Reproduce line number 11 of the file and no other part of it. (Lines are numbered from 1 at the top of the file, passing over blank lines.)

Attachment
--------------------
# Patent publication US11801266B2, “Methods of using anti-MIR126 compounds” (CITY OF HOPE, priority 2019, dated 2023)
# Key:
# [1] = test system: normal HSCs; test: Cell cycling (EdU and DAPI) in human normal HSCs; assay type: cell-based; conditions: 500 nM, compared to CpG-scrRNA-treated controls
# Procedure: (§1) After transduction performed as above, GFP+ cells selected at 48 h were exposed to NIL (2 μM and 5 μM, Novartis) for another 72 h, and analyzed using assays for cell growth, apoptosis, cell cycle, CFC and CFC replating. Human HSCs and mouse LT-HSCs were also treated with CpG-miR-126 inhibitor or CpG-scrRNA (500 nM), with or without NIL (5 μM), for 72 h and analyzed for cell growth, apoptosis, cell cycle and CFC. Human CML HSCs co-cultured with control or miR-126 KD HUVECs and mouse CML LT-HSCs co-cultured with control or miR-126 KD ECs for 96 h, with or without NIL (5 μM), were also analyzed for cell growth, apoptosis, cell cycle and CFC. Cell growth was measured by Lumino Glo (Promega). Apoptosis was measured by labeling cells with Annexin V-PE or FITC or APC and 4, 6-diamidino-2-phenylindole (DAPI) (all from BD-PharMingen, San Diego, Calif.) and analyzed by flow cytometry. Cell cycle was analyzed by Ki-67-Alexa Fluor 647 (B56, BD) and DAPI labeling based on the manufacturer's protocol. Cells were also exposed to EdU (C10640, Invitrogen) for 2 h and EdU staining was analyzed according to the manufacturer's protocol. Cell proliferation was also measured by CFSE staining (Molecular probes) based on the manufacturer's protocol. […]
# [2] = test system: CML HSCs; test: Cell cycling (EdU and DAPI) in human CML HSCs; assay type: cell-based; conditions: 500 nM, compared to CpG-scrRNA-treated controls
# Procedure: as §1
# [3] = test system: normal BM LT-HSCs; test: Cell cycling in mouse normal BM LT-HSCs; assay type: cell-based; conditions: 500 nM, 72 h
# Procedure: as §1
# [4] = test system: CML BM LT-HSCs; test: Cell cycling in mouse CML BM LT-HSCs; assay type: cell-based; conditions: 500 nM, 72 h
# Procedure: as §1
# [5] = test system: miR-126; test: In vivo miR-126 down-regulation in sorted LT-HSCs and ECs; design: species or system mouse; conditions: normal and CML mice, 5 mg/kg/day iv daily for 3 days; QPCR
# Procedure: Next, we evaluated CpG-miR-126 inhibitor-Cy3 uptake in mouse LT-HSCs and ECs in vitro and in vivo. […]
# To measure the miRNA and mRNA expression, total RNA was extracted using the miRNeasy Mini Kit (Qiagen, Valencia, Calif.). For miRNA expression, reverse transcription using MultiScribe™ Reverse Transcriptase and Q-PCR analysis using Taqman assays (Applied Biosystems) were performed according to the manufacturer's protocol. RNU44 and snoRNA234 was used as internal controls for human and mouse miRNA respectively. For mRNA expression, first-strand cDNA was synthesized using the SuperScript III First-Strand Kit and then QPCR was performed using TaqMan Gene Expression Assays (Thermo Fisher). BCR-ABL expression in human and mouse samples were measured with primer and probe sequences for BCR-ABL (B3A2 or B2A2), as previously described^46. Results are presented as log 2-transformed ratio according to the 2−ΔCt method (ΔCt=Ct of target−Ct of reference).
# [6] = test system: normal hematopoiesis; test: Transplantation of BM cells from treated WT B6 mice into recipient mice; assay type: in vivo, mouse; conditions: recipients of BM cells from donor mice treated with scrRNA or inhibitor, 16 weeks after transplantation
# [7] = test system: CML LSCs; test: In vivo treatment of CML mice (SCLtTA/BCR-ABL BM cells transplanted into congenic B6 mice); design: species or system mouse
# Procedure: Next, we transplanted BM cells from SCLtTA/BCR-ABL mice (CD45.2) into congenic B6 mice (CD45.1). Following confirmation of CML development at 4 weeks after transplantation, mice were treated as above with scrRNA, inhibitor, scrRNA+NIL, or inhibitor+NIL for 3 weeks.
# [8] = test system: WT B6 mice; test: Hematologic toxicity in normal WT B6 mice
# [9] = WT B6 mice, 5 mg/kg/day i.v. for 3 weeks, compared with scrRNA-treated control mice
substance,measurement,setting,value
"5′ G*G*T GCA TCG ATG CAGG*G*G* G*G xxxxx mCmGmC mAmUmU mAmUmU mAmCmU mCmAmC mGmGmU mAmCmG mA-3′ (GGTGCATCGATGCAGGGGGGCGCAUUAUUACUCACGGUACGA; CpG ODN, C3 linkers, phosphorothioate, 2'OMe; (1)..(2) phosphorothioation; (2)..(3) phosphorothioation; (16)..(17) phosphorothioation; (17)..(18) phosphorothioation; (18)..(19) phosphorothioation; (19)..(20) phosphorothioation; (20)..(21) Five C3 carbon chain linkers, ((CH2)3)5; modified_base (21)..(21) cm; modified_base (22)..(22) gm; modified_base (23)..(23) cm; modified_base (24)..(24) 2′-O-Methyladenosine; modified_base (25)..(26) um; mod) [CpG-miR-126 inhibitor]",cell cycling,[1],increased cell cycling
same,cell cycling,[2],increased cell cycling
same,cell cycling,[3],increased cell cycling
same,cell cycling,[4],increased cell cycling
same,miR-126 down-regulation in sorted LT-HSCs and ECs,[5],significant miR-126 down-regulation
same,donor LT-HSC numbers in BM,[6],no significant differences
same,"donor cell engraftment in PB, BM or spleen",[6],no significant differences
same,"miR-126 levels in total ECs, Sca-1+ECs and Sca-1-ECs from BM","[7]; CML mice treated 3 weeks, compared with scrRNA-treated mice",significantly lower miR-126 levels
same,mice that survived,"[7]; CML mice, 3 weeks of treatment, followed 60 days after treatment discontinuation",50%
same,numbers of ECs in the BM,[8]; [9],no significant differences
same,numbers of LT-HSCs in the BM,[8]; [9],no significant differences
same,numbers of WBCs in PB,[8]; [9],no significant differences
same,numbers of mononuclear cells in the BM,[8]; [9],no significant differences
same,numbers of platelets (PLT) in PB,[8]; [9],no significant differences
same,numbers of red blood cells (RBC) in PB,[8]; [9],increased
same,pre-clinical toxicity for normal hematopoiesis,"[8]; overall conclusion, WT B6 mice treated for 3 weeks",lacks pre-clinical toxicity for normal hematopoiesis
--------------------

# [5] = test system: miR-126; test: In vivo miR-126 down-regulation in sorted LT-HSCs and ECs; design: species or system mouse; conditions: normal and CML mice, 5 mg/kg/day iv daily for 3 days; QPCR